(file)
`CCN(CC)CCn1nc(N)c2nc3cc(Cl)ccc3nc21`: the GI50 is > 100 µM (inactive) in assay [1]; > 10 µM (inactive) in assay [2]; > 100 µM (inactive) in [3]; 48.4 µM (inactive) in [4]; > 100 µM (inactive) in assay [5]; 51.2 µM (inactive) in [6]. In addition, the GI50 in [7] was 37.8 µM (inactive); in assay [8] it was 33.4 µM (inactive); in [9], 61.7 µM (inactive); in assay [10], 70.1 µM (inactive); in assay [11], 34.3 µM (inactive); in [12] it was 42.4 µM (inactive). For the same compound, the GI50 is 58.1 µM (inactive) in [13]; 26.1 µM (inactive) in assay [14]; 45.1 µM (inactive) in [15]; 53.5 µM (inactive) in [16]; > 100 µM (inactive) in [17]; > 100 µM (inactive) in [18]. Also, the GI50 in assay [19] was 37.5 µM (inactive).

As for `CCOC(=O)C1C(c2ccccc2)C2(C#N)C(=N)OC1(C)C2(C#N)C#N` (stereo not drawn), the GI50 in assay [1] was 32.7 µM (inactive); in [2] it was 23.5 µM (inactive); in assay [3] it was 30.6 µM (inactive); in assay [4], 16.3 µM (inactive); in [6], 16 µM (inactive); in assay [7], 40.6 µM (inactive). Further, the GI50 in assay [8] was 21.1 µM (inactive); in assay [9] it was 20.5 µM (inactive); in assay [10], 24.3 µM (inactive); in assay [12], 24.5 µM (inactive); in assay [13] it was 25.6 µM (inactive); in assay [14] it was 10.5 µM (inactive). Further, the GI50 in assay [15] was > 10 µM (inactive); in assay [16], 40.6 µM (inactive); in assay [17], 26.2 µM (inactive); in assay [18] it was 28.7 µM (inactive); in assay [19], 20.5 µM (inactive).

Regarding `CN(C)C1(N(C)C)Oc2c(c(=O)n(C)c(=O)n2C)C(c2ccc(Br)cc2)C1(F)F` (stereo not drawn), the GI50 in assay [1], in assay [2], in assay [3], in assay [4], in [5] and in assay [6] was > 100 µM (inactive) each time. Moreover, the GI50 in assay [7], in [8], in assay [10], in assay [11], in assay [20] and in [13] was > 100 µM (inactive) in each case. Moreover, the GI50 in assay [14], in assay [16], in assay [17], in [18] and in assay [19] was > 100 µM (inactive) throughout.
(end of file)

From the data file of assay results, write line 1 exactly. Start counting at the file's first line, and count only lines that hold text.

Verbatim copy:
`CCN(CC)CCn1nc(N)c2nc3cc(Cl)ccc3nc21`: the GI50 is > 100 µM (inactive) in assay [1]; > 10 µM (inactive) in assay [2]; > 100 µM (inactive) in [3]; 48.4 µM (inactive) in [4]; > 100 µM (inactive) in assay [5]; 51.2 µM (inactive) in [6]. In addition, the GI50 in [7] was 37.8 µM (inactive); in assay [8] it was 33.4 µM (inactive); in [9], 61.7 µM (inactive); in assay [10], 70.1 µM (inactive); in assay [11], 34.3 µM (inactive); in [12] it was 42.4 µM (inactive). For the same compound, the GI50 is 58.1 µM (inactive) in [13]; 26.1 µM (inactive) in assay [14]; 45.1 µM (inactive) in [15]; 53.5 µM (inactive) in [16]; > 100 µM (inactive) in [17]; > 100 µM (inactive) in [18]. Also, the GI50 in assay [19] was 37.5 µM (inactive).